Undue Influence and Lack of Capacity Will Contest
A Philadelphia undue influence and lack of capacity will contest lawyer can help you if you believe that a document is not legally valid. An undue influence and lack of capacity will contest attorney in Philadelphia will handle your case on your behalf and file all of the appropriate paperwork if you believe that the person who signed the will was not of a sound mind to do so. Ensuring that loved ones and family members are not unfairly left out of a will is a common concern. There are two safeguards that protect a testator from being taken advantage of when a person has declining mental capacity.
If a person has been influenced in a way that is illegal, such as an outside party convincing the testator to create a new version of the will in which the influence stands to benefit in a big way, this information can be instrumental in bringing forward legal claims to recover a previous version of a will. There’s so much to consider that it can be helpful to get the outside perspective of your lawyer before you even move forward with the case so that you know what to anticipate.
These are known as the safeguard of capacity and the safeguard of being free of undue influence. If you believe that a will has been put together with lack of capacity and undue influence as primary issues, you need an experienced attorney to help file your dispute case. A Philadelphia undue influence and lack of capacity will contest lawyer will file the legal paperwork necessary based on your intended grounds.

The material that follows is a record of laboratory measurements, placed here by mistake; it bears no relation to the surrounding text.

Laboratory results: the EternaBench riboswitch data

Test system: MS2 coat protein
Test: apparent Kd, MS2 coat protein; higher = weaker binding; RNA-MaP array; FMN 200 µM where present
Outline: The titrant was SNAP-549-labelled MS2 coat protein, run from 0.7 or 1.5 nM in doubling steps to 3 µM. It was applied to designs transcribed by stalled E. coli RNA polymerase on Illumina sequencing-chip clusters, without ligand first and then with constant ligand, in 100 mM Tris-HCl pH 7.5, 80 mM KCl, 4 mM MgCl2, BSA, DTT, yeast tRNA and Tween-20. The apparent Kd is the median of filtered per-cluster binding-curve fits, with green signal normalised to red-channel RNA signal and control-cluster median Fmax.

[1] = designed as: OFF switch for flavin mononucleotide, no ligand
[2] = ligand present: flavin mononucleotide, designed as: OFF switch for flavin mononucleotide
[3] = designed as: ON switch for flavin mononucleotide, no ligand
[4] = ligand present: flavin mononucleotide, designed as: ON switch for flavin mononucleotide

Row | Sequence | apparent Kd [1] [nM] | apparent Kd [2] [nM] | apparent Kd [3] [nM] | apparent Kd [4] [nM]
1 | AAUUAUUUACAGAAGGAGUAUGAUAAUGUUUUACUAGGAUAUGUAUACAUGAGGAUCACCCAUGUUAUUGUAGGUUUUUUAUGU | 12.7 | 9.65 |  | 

In order to revise or to create a will, a testator in Pennsylvania has to have the appropriate capacity to do so. Capacity means that the testator understands their individual actions including their personal family relationships, the nature of the property and the impact of the will on both people and property. A person who has been diagnosed with a cognitive condition such Alzheimer’s could lose complete capacity to create or to revise an estate plan. In other situations, knowledge of a partially weakened mental state might cause a beneficiary to exploit this condition for their individual gain. The other complex aspect of estate disputes and will contests in Pennsylvania has to do with safeguard of being free of undue influence. Undue influence is an allegation against a beneficiary who had a special relationship with a testator and later benefitted from an update to the will or the creation of a whole new will. Claiming that a special relationship was used to manipulate the estate plan of the testator for personal gain is known as undue influence. Three factors must be established in order to claim that someone was unduly influenced. First of all, there must have existed a confidential relationship between the beneficiary and the decedent; secondly, the decedent must have had weakened intellect at the time that he or she signed or updated the documents; and there must have been substantial benefit to the beneficiary who was exerting his or her undue influence. Cases associated with undue influence are very complicated and sensitive for numerous reasons. This is why the factual as well as the interpersonal assertions can be very difficult. Establishing the confidential relationship factor is often the easiest because the burden of proof will then shift to the person holding the confidential relationship. That being said, there are still many different questions that must be answered and the support of an experienced estate planning attorney is necessary in these situations.